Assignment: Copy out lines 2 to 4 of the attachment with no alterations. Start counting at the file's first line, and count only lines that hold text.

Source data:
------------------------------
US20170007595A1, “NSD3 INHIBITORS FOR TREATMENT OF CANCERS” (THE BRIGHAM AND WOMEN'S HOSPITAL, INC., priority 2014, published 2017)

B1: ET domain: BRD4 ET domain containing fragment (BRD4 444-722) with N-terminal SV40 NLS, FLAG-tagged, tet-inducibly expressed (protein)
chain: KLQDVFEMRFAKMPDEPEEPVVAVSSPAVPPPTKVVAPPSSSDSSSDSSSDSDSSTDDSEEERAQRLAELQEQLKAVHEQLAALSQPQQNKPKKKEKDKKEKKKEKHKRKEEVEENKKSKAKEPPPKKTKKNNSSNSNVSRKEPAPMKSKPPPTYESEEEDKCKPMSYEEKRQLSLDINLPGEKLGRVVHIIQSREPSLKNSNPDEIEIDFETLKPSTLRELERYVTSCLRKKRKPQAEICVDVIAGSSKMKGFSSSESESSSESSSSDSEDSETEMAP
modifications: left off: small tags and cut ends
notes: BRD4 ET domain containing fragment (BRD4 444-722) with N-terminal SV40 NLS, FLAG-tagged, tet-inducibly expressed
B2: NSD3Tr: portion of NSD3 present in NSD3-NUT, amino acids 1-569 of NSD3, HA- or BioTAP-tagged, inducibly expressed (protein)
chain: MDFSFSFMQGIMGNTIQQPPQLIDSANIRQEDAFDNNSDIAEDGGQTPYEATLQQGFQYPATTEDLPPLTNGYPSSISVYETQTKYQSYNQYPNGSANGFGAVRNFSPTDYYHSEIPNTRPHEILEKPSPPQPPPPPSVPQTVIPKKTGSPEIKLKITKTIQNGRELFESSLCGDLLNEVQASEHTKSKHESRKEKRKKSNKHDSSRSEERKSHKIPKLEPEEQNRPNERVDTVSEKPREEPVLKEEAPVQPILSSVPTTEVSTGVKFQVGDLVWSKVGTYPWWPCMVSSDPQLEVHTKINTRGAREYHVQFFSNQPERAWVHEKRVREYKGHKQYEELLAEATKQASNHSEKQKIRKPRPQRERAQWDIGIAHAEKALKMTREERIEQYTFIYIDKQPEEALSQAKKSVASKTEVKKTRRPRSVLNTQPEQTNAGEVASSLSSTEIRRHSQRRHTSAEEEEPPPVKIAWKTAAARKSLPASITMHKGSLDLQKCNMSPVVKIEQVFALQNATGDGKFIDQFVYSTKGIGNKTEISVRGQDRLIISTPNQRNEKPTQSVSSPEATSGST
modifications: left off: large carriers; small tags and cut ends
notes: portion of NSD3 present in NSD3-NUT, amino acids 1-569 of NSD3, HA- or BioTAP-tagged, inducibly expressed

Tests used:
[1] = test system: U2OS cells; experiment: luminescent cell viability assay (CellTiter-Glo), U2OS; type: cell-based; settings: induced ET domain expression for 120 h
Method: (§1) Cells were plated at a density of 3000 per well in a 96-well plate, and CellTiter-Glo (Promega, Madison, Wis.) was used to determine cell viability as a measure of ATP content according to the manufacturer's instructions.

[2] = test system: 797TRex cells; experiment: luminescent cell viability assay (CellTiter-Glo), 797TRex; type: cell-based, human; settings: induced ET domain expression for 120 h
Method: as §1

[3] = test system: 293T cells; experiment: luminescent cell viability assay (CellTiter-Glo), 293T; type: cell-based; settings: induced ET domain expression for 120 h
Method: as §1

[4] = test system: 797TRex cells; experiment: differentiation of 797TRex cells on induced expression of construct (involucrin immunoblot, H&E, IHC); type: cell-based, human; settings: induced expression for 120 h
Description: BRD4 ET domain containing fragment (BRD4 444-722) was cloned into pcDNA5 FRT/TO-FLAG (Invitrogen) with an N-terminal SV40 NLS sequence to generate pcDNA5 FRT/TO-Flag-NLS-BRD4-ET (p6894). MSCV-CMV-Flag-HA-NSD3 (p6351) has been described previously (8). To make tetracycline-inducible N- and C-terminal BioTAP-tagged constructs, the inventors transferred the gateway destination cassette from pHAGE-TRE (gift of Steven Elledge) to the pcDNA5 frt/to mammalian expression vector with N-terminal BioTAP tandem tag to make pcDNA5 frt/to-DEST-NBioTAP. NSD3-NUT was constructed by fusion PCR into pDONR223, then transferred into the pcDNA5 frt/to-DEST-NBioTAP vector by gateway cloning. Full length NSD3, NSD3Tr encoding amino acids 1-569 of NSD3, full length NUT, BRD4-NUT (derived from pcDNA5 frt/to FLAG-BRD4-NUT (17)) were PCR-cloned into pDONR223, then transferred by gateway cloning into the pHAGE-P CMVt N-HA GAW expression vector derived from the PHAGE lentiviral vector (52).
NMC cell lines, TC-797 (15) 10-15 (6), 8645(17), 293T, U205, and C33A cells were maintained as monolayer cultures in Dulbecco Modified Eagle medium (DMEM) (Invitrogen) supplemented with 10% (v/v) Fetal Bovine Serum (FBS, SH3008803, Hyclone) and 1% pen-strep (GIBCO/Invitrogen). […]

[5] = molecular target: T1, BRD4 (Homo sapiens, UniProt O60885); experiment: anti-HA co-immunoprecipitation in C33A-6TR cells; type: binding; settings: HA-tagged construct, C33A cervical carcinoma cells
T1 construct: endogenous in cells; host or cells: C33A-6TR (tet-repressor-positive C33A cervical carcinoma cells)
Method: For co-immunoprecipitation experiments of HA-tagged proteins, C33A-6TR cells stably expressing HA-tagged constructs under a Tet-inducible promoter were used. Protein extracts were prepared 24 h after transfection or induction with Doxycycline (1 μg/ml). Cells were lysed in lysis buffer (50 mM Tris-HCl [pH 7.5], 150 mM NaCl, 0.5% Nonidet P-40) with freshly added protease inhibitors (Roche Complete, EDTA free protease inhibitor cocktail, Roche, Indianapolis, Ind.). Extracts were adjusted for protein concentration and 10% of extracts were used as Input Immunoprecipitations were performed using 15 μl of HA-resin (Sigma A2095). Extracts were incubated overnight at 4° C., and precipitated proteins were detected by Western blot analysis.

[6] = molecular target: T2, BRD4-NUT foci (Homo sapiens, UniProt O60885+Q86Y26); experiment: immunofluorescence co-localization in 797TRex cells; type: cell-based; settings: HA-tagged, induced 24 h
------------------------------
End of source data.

B1: ET domain: BRD4 ET domain containing fragment (BRD4 444-722) with N-terminal SV40 NLS, FLAG-tagged, tet-inducibly expressed (protein)
chain: KLQDVFEMRFAKMPDEPEEPVVAVSSPAVPPPTKVVAPPSSSDSSSDSSSDSDSSTDDSEEERAQRLAELQEQLKAVHEQLAALSQPQQNKPKKKEKDKKEKKKEKHKRKEEVEENKKSKAKEPPPKKTKKNNSSNSNVSRKEPAPMKSKPPPTYESEEEDKCKPMSYEEKRQLSLDINLPGEKLGRVVHIIQSREPSLKNSNPDEIEIDFETLKPSTLRELERYVTSCLRKKRKPQAEICVDVIAGSSKMKGFSSSESESSSESSSSDSEDSETEMAP
modifications: left off: small tags and cut ends